As COVID-19 rages, WHO calls for more efforts to prevent TB

Miliary tuberculosis lung damage
Miliary tuberculosis lung damage

Yale Rosen / Flickr cc

With nations around the world confronting the COVID-19 pandemic, the World Health Organization (WHO) reminded people today that another respiratory illness—tuberculosis (TB)—remains the world's leading infectious disease killer and urged more action to prevent the disease.

In a statement marking World TB Day, WHO Director-General Tedros Adhanom Ghebreyesus, PhD, said the COVID-19 pandemic underscores the need to continue tackling longstanding health problems like TB, a lung disease that could leave millions worldwide at even greater risk for poor outcomes from the novel coronavirus.

"COVID-19 is highlighting just how vulnerable people with lung diseases and weakened immune systems can be," Tedros said. "The world committed to end TB by 2030; improving prevention is key to making this happen."

New TB guidance

As part of the effort, the WHO released new consolidated TB guidelines that focus on scaling up access to preventive treatment. The recommendations call for screening and preventive treatment for people at highest risk of acquiring the disease, including household contacts of TB patients, people living with HIV, and people living in crowded conditions.

The guidelines also recommend shorter preventive treatment options that could reduce the regimen from 6 months to as little as 1 month.

"As people around the globe come together to commemorate World TB Day, WHO is calling on governments, affected communities, civil society organizations, health-care providers, donors, partners and the industry to unite forces and step up the TB response—notably for TB preventive treatment—to ensure no one is left behind," Tereza Kasaeva, PhD, director of the WHO's Global TB Programme, said.

The WHO estimates that there were 10 million new active cases of TB and 1.5 million TB deaths worldwide in 2018. But roughly one-fourth of the world's population (about 2 billion people) is estimated have latent TB, which means they are infected with Mycobacterium tuberculosis but have no symptoms. About 5% to 10% of those infected develop active TB during their lifetimes.

At the United Nations high-level meeting on TB in 2018, global leaders committed to ensuring access to preventive treatment for at least 24 million contacts of patients with active TB and 6 million people with HIV by 2022. But only a small fraction of that number has received preventive treatment to date.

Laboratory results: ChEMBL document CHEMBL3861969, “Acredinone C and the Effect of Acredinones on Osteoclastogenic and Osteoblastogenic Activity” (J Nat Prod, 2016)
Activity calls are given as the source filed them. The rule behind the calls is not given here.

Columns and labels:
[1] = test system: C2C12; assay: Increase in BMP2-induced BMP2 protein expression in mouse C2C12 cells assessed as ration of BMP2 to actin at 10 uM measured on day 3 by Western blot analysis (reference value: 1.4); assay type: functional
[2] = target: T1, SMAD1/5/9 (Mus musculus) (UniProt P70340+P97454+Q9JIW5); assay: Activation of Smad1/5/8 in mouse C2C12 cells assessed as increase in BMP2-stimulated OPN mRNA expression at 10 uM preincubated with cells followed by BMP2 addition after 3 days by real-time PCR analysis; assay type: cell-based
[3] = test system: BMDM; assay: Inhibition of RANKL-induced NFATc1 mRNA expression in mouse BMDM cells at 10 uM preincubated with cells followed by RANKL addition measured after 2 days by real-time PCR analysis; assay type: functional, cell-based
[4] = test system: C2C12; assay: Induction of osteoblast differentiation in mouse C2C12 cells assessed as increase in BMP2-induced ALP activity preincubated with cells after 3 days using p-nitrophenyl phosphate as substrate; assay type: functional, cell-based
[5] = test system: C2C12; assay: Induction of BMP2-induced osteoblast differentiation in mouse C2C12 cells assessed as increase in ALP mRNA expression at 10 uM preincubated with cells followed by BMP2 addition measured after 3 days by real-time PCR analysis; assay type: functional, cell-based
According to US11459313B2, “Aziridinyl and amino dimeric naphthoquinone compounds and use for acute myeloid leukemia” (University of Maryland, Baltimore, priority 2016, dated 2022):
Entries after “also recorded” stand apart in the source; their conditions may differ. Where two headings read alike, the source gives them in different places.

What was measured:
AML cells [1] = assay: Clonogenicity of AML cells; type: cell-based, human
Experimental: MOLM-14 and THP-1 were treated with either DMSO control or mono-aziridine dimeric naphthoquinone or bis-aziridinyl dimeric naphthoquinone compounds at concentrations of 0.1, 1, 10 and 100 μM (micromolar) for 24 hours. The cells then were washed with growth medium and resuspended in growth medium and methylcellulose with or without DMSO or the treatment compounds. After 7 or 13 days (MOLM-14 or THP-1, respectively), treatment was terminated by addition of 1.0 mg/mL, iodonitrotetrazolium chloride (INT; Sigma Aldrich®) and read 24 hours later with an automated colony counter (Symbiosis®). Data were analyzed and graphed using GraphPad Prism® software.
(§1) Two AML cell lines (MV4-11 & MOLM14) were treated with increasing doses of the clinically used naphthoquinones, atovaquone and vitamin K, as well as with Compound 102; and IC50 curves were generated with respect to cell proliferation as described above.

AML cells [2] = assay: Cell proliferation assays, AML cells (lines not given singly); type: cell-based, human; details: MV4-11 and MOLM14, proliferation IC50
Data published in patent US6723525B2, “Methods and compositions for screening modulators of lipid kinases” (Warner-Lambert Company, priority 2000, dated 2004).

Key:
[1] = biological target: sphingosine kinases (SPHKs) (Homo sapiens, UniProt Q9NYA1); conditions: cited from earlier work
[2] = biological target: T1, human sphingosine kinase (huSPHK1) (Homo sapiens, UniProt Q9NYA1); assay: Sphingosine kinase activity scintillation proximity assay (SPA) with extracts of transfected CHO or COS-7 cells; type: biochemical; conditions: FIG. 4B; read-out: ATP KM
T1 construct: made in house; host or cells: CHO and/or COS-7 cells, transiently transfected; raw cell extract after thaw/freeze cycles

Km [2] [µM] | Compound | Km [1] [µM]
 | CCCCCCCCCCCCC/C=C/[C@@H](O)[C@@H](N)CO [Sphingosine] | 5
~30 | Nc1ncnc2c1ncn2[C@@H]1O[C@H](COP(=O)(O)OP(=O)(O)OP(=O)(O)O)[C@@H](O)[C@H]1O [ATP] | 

Among the places where a shorter preventive regimen for people with latent TB will be rolled out are six high-TB–burden countries—Cambodia, Ethiopia, Kenya, Malawi, South Africa, and Zimbabwe—according to a press release today from the Aurum Institute in Johannesburg, which will distribute the treatments along with its partners in the IMPAACT4TB project. The regimen consists of 3 months of rifapentine and isoniazid treatment.

Support urged for essential TB services

The WHO is also urging all member states to maintain continuity of services for people with TB as they respond to the COVID-19 pandemic.

"Health authorities should maintain support to essential TB services, including during emergencies such as COVID-19," the agency said in an information note issued late last week. "People-centered delivery of TB prevention, diagnosis, treatment and care services should be ensured in tandem with the COVID-19 response," it said.

The WHO said that while data on COVID-19 infections in TB patients is limited, people who are ill with both diseases are likely to have poorer treatment outcomes, especially if TB treatment is interrupted. The information note urged TB patients to take precautions to avoid COVID-19 and continue their TB treatment as prescribed.

The WHO also noted that clinicians and healthcare workers who've worked with TB patients may be points of reference for patients with pulmonary complications of COVID-19 and that strategies developed to address TB could inform the COVID-19 response. "These include infection prevention and control, contact tracing, house-hold and community-based care, and surveillance and monitoring systems," it said.

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